The safety and fire mode switcher of the submachine gun is located on the right side of the gun.

The gun is equipped with open diopter sights. The rear blade is L-shaped and automatically flips to the “short-range” setting when the stock is closed and to the “long-range” setting when the stock is opened.

Effective Range 

The PP-91 features a really high rate of fire. The Kedr has a cyclic rate of fire of 800 to 1000 rounds per minute and the Klin variation has a rate of fire between 1050 and 1200 rounds per minute.

The effective range of the PP-91 Kedr is about 50 to 100 meters (164 to 328 feet) and the maximum firing range is about 200 meters (656 feet).

The gun is really accurate as well for a submachine gun.

Variants

PP-91-01 Kedr-B
Drawing of a PP-91-01 Kedr-B
Caliber:9mm
Cartridge:9×18 PM
Weight 2.1 kg
Length:Stock folded: 443 mm
Stock unfolded: 671 mm
Barrel length:120
Feed system:Detachable box magazine. Magazine size is either 20 or 30
ActionStraight blowback
Muzzle velocity:310 m/s
Rate of fire1000 rpm
Effective range50-100m
PP 9 KLIN
Drawing of a PP-9 KLIN
Caliber:9mm
Cartridge:9×18 PMM/ 9x18PM
Weight 1.54 kg
Length:Stock folded: 305 mm
Stock unfolded: 530 mm
Barrel length:120
Feed system:Detachable box magazine. Magazine size is either 20 or 30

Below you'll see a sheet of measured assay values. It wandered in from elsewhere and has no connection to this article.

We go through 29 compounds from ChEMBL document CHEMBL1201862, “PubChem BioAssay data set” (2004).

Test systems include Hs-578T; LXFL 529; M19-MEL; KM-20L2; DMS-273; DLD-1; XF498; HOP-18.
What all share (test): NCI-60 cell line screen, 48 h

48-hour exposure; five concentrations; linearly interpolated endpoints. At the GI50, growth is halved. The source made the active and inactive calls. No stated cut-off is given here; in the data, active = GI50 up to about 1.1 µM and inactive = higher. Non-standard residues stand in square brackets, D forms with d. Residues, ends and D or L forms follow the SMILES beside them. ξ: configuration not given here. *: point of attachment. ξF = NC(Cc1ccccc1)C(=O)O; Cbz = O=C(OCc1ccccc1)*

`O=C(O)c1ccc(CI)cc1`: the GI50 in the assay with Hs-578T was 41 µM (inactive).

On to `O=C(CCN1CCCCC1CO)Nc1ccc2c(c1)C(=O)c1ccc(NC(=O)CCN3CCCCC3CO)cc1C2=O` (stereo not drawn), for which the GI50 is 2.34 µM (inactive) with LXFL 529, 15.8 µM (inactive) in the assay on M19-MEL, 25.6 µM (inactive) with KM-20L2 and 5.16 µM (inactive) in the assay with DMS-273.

Actiondelayed blowback
Muzzle velocity:425 m/s PMM; 310 m/s PM
Rate of fire1000-1200 rpm
Effective range100m

Other variants:

  • PDT-9T Yesaul – Semi-automatic variant was designed for the non-lethal 9mm P.A. rubber bullet ammunition.
  • Kedr-2 – Prototype made for the more popular and widely used 9x19mm Parabellum cartridge.
  • PKSK – Designed for the 9x17K (.380 ACP) cartridge. And for private security use.
  • PDT-13T “Yesaul-3” – Semi-automatic SMG designed for the .45 non-lethal ammunition.
  • KSO-9 “Krechet” – Semi-automatic SMG designed for the 9x19mm Parabellum cartridge and civilian use.
PP-91: Overview and How It Works

Key Takeaways

The PP-91 Kedr is a blowback-operated submachine gun that was put into production in Russia in 1992. It was initially designed to use the 9x18mm Makarov round but was later upgraded to use the more powerful 9×18 PMM round.

It is a highly accurate and reliable submachine gun with a high rate of fire and an effective range of up to 100 meters. It is also available in several variants.

Overall, the PP-91 Kedr is a compact, lightweight submachine gun. It (and its variants) have been adopted by several law enforcement agencies in Russia.

Its simple design, reliable operation, and adjustable stock make it an ideal choice when concealability and close-quarter battle are needed.

This weapon has proven to be reliable and effective in many different situations and its popularity among Russian law enforcement personnel speaks volumes about its capabilities.

Sources
  • Nawrotek Jarosław, Small arms of Russian Federation Armed Forces. Problemy Techniki Uzbrojenia, 2019, Volume R. 48, z. 152, Pages 105-126. Available from: http://dx.doi.org/10.5604/01.3001.0014.0879
  • Kadutsky Pavel Anatolyevich , Domracheva Ekaterina Yurievna , Ilyakhina Oksana Yurievna , Yermolenko Sergey Anatolyevich , Pozdnyakov Alexander Petrovich. Эволюция вооружения в системе органов военной полиции минобороны России (2015). Available from: https://www.elibrary.ru/item.asp?id=29774280
  • PP-91 KEDR. Wikipedia. Available from: https://en.wikipedia.org/wiki/PP-91_KEDR